When an employee does something that displeases their employer, there may be a tendency to retaliate. That is why there are strict laws prohibiting retaliation against employees who complain to internal or external agencies about harassment or discrimination in the workplace.
Even if the employee’s complaint was unfounded, an employer cannot retaliate against them for making it as long as they made it in good faith.
Are there any other times when an action might constitute retaliation?
Retaliation may also happen if the employer punishes their employee for participating in or cooperating with an investigation. However, keep in mind, as an employee, that you are only protected if you’re cooperating after a formal complaint has been filed with the Equal Employment Opportunity Commission (EEOC).
What should you do if you think your employer retaliated against you?
Sometimes, it can be difficult to know if an employer is retaliating. However, if a worker who was previously never disciplined starts to face disciplinary actions or other complications at work or they are suddenly fired without warning shortly after filing a complaint, then it may be retaliation.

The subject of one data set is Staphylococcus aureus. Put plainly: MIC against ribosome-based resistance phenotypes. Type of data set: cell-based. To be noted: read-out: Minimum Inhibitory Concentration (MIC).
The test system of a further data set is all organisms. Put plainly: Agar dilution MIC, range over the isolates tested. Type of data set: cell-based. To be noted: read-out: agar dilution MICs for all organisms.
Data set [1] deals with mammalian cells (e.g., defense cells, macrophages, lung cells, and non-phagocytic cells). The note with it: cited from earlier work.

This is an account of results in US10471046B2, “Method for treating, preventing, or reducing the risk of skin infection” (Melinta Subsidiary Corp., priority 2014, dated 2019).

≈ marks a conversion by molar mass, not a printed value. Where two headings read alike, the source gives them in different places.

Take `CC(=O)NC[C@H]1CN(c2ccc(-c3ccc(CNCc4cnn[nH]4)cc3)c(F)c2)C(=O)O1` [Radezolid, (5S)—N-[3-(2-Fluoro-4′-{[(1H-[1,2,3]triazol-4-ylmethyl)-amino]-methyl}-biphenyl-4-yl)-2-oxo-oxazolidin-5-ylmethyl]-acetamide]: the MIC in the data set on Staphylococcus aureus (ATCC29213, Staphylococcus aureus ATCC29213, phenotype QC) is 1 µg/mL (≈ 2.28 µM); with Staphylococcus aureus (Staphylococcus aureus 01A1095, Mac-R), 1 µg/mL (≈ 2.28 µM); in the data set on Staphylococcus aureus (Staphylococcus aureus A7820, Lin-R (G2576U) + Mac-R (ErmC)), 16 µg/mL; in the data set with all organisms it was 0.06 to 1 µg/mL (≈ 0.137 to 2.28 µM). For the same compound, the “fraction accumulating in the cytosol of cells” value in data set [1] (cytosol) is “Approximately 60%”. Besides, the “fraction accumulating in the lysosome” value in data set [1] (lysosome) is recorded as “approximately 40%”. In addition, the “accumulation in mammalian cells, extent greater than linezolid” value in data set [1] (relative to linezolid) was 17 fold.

Retaliation can also happen if your former employer gives a negative reference because of the complaint. If you find out that has happened, then you may be able to pursue a claim for retaliation against that past employer.
Our website has more information on retaliation, harassment and other concerns you may face on the job. It’s vital that you understand your rights and responsibilities as an employee and can stand up for yourself if you’re mistreated.